Hans asked Emeth to close his eyes. In his hand held a sweet surprise. A morsel of chocolate-covered ice-cream. He planned to pop it into Emeth's mouth after his eyes were closed. It may not seem like a big deal, but to our three-year-old, it required a great amount of trust and faith in daddy. These days, "Why?" is a common response to the instructions we give to him. The request was simple: obey daddy and trust that daddy has only what is good for you in mind.
God asks his children to pray. Too often, however, our hearts rebel again this exercise and ask "Why?" What difference does it make? God is sovereign, so why does it matter whether we pray or not?
Prayer is not a shopping list; it is not a to-do list. It is not merely meditation, or a means of unloading our fears and worries. It is not even "just talking to God."
In the language of Jonathan Edwards, when we pray, we are placing ourselves "in
the way of grace." I think of the centurion who asked Jesus to heal his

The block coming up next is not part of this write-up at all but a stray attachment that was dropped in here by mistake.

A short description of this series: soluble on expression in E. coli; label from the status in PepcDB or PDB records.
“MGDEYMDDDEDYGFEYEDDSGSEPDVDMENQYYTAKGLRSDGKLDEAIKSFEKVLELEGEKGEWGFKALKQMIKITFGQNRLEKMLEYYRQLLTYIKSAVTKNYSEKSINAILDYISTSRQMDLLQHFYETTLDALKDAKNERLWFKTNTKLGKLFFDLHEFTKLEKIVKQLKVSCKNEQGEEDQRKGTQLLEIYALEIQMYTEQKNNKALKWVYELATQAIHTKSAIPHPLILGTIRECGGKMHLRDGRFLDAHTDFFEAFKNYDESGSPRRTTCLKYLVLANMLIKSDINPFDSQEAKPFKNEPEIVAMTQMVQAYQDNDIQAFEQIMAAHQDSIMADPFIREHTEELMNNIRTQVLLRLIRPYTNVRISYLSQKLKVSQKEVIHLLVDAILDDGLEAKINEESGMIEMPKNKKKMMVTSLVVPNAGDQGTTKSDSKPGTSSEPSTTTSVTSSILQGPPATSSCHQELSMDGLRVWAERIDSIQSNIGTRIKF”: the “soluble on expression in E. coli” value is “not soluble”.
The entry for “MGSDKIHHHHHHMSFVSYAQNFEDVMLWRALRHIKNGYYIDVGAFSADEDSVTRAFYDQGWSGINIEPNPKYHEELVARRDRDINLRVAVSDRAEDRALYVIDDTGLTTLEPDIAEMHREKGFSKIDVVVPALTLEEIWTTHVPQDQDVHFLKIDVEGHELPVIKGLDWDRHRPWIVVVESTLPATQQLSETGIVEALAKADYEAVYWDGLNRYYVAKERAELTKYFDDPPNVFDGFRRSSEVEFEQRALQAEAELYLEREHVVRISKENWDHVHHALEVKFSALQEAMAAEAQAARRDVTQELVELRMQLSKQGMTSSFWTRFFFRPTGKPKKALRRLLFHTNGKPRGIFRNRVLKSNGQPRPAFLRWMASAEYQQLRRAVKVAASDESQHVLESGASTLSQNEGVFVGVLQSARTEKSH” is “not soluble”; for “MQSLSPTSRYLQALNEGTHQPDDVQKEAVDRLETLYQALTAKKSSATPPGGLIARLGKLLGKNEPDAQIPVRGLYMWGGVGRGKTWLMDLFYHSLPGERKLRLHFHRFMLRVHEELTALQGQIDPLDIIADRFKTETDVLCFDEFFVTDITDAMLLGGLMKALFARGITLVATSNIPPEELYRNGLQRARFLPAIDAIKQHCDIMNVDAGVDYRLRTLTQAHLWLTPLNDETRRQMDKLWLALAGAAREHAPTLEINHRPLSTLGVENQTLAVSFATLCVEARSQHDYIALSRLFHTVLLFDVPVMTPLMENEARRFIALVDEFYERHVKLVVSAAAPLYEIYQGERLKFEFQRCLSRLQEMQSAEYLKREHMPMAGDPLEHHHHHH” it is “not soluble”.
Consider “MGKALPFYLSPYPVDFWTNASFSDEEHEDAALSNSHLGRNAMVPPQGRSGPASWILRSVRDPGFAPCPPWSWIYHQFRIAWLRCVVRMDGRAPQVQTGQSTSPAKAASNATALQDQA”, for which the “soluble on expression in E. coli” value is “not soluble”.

servant, or the woman who touched Jesus' cloak, or the Canaanite woman who threw herself at Christ's feet for the sake of her daughter. They each placed
themselves in Jesus' path, and their hope in his mercy.
Compare to the many other things we can be doing, praying can seem so -- unproductive -- because it is (on our part, anyway). It is as unfruitful as when the sons of Israel circled around Jericho again, and again, and again.
Prayer is a picture of how grace is to be
received -- us on our knees doing "nothing." It is us living out our dependence on God, a realization that we can do nothing apart from him, and a proclamation that he has done everything for us. Praying is hard because it requires sacrifice, yet it yields no measurable result. Surrender with little honor. Hard work with no glory, especially having been asked to pray in the closet.
Prayer is a kind of death lived out,
a daily dying to self.
This way of grace, however, is also how we get to participate in God's work, and take part in God's joy. We get to. Like the four
friends who believed. They made a hole in the roof and lowered their sick friend at Jesus' feet. They got to be a part of Jesus' miracle. They got to be a part of the story.
Close your eyes, darling,
and trust daddy.